Since Victorian times until about thirty years ago, Queens Parade in Bangor was a thriving seaside thoroughfare with shops, hotels, a cinema, and ice cream vendors all colourfully set in a row, attracting hundreds to that part of the town writes Betty Armstrong.
Sadly, most of the buildings have gone, many are derelict and only artistic type ‘pods’ on waste ground relieve the boredom. In 1989 on the seaward side, the Council built the marina replacing the open bay and the little beach at the bottom of Main Street with a 500-berth haven and associated facilities, a Coastguard station and beside it a boatyard.
But the siting of two huge retail complexes on the outskirts of the town has ruined business in the town centre. Now the Ards and North Down Council, after many proposed and discarded redevelopment plans, has appointed Bangor Marine as the developer to take forward a major £50m regeneration project of Queen’s Parade.
The proposed scheme is made up of; Marine Gardens Public Realm combining external events space, cafes, sheltered promenade and kiosks, beach, seafront lawns, children’s play area and water feature; a 70/80 bed hotel; a destination/cinema building; residential units; commercial/retail/restaurant space; office Space; a play zone; refurbishment of existing commercial properties; 200 space car park; and marketplace and courtyard squares.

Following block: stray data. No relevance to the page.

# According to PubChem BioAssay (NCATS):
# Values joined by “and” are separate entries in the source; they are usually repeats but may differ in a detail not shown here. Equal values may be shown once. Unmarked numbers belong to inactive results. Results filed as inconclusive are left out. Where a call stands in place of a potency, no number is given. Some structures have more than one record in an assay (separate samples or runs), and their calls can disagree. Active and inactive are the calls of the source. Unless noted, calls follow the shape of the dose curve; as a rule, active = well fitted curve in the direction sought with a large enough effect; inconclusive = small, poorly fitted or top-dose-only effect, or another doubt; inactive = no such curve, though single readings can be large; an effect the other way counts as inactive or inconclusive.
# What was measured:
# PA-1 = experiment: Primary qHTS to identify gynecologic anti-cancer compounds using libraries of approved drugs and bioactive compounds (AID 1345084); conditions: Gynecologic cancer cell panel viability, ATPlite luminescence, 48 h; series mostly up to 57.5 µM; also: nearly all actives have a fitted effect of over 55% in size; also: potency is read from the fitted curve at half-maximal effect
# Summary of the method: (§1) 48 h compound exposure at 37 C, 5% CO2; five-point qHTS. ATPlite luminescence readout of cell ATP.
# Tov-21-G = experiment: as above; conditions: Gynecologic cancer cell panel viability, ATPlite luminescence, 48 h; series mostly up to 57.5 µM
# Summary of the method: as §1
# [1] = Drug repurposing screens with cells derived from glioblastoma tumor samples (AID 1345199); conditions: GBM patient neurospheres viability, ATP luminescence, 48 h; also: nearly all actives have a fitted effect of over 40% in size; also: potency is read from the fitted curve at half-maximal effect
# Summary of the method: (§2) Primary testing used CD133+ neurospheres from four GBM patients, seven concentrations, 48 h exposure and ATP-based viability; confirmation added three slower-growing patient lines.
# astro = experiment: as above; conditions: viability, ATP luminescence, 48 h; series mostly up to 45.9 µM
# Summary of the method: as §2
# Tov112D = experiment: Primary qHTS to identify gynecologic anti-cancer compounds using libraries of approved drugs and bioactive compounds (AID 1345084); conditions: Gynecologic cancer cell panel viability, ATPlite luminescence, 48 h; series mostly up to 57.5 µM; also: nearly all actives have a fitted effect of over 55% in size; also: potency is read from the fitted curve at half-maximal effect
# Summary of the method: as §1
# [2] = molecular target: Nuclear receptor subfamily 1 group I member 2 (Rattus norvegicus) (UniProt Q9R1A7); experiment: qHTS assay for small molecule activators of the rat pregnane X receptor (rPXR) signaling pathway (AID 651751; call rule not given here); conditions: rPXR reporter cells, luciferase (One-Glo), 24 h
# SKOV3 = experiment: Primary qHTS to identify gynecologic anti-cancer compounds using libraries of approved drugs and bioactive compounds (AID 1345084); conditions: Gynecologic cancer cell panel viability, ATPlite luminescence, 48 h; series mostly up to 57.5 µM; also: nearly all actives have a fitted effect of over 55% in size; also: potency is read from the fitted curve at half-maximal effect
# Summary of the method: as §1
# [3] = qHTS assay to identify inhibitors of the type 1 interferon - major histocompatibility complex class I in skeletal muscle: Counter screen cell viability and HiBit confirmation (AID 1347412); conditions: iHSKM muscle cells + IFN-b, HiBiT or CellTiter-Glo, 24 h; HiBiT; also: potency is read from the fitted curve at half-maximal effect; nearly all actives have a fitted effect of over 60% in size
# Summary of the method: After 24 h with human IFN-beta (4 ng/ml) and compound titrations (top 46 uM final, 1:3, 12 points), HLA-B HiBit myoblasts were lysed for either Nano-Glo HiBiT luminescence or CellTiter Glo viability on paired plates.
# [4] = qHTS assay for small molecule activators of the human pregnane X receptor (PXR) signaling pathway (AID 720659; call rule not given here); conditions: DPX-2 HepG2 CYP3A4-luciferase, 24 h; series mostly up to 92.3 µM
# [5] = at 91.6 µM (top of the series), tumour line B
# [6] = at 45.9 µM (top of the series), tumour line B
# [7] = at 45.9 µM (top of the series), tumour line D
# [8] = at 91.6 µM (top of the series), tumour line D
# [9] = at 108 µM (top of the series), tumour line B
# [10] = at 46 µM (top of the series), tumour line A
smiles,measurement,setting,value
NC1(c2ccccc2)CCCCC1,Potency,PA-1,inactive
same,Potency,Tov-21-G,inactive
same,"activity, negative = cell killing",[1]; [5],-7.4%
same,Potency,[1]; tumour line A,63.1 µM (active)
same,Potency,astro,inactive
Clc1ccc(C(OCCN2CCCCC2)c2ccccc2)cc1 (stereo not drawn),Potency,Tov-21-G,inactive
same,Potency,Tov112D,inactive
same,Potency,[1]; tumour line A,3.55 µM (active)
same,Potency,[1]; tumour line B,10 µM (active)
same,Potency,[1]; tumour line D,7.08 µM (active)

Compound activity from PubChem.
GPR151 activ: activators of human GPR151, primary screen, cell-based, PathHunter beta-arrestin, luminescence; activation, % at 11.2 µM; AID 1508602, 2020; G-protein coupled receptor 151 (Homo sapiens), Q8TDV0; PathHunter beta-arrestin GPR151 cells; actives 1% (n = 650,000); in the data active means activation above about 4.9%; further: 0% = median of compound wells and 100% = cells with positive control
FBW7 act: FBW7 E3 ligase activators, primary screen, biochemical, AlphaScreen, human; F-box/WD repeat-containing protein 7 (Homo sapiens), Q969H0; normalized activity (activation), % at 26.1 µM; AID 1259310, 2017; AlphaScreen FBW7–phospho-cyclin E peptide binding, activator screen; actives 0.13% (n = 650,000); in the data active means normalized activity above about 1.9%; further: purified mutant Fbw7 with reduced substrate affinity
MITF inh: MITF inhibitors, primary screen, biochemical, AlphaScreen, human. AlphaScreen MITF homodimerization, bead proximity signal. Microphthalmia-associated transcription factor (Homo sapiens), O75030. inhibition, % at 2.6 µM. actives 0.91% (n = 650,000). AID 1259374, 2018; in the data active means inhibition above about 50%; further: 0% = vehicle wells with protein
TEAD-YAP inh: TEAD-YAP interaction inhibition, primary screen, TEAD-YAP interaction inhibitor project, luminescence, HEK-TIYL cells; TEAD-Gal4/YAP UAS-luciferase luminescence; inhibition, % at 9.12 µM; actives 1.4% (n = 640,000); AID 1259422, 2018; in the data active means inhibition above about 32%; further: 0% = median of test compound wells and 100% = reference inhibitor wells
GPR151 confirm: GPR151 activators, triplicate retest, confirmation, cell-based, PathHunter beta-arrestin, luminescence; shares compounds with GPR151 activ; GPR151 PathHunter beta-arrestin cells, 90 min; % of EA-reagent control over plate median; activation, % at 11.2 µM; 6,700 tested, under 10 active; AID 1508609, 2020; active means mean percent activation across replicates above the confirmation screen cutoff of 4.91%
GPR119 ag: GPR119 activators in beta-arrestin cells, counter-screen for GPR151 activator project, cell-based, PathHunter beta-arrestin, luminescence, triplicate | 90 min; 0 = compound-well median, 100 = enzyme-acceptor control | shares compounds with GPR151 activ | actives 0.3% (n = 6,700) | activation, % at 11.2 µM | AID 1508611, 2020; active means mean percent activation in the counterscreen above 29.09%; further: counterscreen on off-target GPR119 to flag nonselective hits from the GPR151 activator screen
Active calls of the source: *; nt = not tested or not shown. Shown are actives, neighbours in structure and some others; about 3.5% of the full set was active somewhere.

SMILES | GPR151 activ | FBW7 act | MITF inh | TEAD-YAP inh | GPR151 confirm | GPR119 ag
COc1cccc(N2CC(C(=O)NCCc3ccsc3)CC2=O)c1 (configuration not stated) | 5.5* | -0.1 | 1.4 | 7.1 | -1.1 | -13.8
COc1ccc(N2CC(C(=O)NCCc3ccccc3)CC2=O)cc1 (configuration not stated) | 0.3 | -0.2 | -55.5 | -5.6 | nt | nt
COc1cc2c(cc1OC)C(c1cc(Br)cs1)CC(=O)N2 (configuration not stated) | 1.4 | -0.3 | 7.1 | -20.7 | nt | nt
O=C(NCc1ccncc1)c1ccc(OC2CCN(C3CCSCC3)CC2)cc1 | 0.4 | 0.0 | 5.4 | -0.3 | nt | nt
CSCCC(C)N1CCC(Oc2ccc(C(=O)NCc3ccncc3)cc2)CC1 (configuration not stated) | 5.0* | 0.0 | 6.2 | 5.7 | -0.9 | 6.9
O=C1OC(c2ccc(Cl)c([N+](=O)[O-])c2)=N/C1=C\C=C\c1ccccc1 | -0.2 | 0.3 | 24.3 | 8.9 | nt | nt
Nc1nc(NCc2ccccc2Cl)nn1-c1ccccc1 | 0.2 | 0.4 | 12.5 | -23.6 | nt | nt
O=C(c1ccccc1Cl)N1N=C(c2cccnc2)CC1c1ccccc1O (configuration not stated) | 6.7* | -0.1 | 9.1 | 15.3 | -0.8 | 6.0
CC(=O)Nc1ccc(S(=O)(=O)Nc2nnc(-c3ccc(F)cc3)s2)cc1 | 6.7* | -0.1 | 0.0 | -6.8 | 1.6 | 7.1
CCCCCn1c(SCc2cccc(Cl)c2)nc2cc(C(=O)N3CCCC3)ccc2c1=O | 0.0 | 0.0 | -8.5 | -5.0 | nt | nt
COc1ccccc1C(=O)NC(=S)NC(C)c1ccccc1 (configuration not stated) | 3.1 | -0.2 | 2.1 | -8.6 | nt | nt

Making the announcement the Department for Communities Permanent Secretary Tracy Meharg said: “This development and the £50m investment in Bangor will generate new jobs, new shops, new offices, new homes and make this area Bangor a place to see and visit. It will help to support a number of areas that we know are important to the vitality of our town centres, especially employment and tourism”.
The then Mayor Councillor Richard Smart said “The regeneration of Queen’s Parade is critical to the future of Bangor and to maximising the economic growth potential of the wider borough of Ards and North Down. With the appointment of Bangor Marine – a consortium made up of a number of leading companies including the Karl Group and Farrans – we are taking a very significant and exciting step forward”.
Aran Blackbourne, Managing Director of the Karl Group commented “The Bangor Marine team are delighted to have signed the Development Agreement to deliver this prestigious and life changing development for the people of Bangor and beyond”.
#Lifeboats - Bangor RNLI was delighted yesterday (Tuesday 29 January) Yesterday afternoon, Bangor RNLI was delighted to welcome a delegation led by Vice Admiral Sir Tim Laurence, Chairman of the RNLI Operations Committee.
Sir Tim and other top RNLI officials met volunteers who run the Bangor lifeboat station as part of the charity’s coastal review.
Together, they spent more than two hours discussing the running of the lifeboat station, the views of management, crew members and fund-raisers, as well as their hopes for the future.
Sir Tim, who is chairman of the RNLI’s operations committee, explained that he and his colleagues visit every lifeboat station in the country in a rolling series of visits to ensure the RNLI remains relevant to each station’s unique needs.